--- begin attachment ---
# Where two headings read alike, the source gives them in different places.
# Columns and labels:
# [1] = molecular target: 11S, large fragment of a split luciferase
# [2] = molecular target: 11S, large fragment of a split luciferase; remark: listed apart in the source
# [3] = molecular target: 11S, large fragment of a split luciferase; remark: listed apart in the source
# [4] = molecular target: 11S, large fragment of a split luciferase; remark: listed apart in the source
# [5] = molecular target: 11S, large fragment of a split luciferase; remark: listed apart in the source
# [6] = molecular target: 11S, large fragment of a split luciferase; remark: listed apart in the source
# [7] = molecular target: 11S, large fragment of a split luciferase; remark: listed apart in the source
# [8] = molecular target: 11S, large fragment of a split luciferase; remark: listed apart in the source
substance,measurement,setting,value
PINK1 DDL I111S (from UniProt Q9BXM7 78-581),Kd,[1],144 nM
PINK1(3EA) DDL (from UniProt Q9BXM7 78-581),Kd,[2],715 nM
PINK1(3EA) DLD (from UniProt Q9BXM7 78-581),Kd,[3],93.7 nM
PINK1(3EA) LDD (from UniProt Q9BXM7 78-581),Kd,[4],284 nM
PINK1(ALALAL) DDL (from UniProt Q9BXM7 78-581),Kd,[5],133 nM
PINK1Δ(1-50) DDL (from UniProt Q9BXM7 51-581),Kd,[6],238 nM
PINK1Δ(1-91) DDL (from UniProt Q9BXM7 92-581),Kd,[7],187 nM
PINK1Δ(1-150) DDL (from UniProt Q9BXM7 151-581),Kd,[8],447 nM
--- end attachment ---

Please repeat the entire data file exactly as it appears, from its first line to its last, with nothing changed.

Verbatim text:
# Where two headings read alike, the source gives them in different places.
# Columns and labels:
# [1] = molecular target: 11S, large fragment of a split luciferase
# [2] = molecular target: 11S, large fragment of a split luciferase; remark: listed apart in the source
# [3] = molecular target: 11S, large fragment of a split luciferase; remark: listed apart in the source
# [4] = molecular target: 11S, large fragment of a split luciferase; remark: listed apart in the source
# [5] = molecular target: 11S, large fragment of a split luciferase; remark: listed apart in the source
# [6] = molecular target: 11S, large fragment of a split luciferase; remark: listed apart in the source
# [7] = molecular target: 11S, large fragment of a split luciferase; remark: listed apart in the source
# [8] = molecular target: 11S, large fragment of a split luciferase; remark: listed apart in the source
substance,measurement,setting,value
PINK1 DDL I111S (from UniProt Q9BXM7 78-581),Kd,[1],144 nM
PINK1(3EA) DDL (from UniProt Q9BXM7 78-581),Kd,[2],715 nM
PINK1(3EA) DLD (from UniProt Q9BXM7 78-581),Kd,[3],93.7 nM
PINK1(3EA) LDD (from UniProt Q9BXM7 78-581),Kd,[4],284 nM
PINK1(ALALAL) DDL (from UniProt Q9BXM7 78-581),Kd,[5],133 nM
PINK1Δ(1-50) DDL (from UniProt Q9BXM7 51-581),Kd,[6],238 nM
PINK1Δ(1-91) DDL (from UniProt Q9BXM7 92-581),Kd,[7],187 nM
PINK1Δ(1-150) DDL (from UniProt Q9BXM7 151-581),Kd,[8],447 nM